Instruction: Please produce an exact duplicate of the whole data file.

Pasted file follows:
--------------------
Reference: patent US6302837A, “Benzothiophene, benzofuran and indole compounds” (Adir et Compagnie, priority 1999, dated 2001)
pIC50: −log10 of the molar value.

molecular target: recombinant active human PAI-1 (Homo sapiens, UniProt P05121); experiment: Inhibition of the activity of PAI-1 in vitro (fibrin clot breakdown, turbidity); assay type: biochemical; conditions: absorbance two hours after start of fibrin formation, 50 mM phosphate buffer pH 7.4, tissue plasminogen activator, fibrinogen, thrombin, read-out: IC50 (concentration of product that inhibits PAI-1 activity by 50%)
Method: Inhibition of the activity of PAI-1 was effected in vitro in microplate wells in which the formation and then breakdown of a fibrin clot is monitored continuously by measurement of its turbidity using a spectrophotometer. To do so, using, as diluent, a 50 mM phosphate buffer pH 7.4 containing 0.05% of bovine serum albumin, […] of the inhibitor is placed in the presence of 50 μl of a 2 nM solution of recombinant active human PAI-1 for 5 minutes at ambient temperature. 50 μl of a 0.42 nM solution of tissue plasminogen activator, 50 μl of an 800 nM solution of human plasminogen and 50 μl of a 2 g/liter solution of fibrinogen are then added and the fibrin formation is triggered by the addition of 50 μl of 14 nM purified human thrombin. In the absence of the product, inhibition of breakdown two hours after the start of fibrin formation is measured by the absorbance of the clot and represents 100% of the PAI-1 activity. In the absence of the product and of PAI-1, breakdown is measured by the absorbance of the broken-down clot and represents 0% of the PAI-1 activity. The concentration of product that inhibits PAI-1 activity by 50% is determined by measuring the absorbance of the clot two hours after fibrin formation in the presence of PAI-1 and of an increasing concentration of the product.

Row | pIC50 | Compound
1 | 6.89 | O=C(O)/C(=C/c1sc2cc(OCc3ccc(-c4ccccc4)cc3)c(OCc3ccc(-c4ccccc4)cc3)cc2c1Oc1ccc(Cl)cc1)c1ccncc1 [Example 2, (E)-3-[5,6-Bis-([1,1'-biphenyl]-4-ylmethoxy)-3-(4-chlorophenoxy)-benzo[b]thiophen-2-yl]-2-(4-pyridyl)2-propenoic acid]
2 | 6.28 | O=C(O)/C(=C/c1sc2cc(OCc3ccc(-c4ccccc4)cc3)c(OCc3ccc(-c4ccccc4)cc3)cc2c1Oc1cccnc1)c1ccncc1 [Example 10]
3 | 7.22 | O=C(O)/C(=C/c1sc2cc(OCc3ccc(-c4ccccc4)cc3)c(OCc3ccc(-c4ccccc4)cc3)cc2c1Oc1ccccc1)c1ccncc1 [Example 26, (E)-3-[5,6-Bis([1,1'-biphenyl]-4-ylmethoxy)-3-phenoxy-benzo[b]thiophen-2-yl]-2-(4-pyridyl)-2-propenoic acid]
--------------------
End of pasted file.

Reference: patent US6302837A, “Benzothiophene, benzofuran and indole compounds” (Adir et Compagnie, priority 1999, dated 2001)
pIC50: −log10 of the molar value.

molecular target: recombinant active human PAI-1 (Homo sapiens, UniProt P05121); experiment: Inhibition of the activity of PAI-1 in vitro (fibrin clot breakdown, turbidity); assay type: biochemical; conditions: absorbance two hours after start of fibrin formation, 50 mM phosphate buffer pH 7.4, tissue plasminogen activator, fibrinogen, thrombin, read-out: IC50 (concentration of product that inhibits PAI-1 activity by 50%)
Method: Inhibition of the activity of PAI-1 was effected in vitro in microplate wells in which the formation and then breakdown of a fibrin clot is monitored continuously by measurement of its turbidity using a spectrophotometer. To do so, using, as diluent, a 50 mM phosphate buffer pH 7.4 containing 0.05% of bovine serum albumin, […] of the inhibitor is placed in the presence of 50 μl of a 2 nM solution of recombinant active human PAI-1 for 5 minutes at ambient temperature. 50 μl of a 0.42 nM solution of tissue plasminogen activator, 50 μl of an 800 nM solution of human plasminogen and 50 μl of a 2 g/liter solution of fibrinogen are then added and the fibrin formation is triggered by the addition of 50 μl of 14 nM purified human thrombin. In the absence of the product, inhibition of breakdown two hours after the start of fibrin formation is measured by the absorbance of the clot and represents 100% of the PAI-1 activity. In the absence of the product and of PAI-1, breakdown is measured by the absorbance of the broken-down clot and represents 0% of the PAI-1 activity. The concentration of product that inhibits PAI-1 activity by 50% is determined by measuring the absorbance of the clot two hours after fibrin formation in the presence of PAI-1 and of an increasing concentration of the product.

Row | pIC50 | Compound
1 | 6.89 | O=C(O)/C(=C/c1sc2cc(OCc3ccc(-c4ccccc4)cc3)c(OCc3ccc(-c4ccccc4)cc3)cc2c1Oc1ccc(Cl)cc1)c1ccncc1 [Example 2, (E)-3-[5,6-Bis-([1,1'-biphenyl]-4-ylmethoxy)-3-(4-chlorophenoxy)-benzo[b]thiophen-2-yl]-2-(4-pyridyl)2-propenoic acid]
2 | 6.28 | O=C(O)/C(=C/c1sc2cc(OCc3ccc(-c4ccccc4)cc3)c(OCc3ccc(-c4ccccc4)cc3)cc2c1Oc1cccnc1)c1ccncc1 [Example 10]
3 | 7.22 | O=C(O)/C(=C/c1sc2cc(OCc3ccc(-c4ccccc4)cc3)c(OCc3ccc(-c4ccccc4)cc3)cc2c1Oc1ccccc1)c1ccncc1 [Example 26, (E)-3-[5,6-Bis([1,1'-biphenyl]-4-ylmethoxy)-3-phenoxy-benzo[b]thiophen-2-yl]-2-(4-pyridyl)-2-propenoic acid]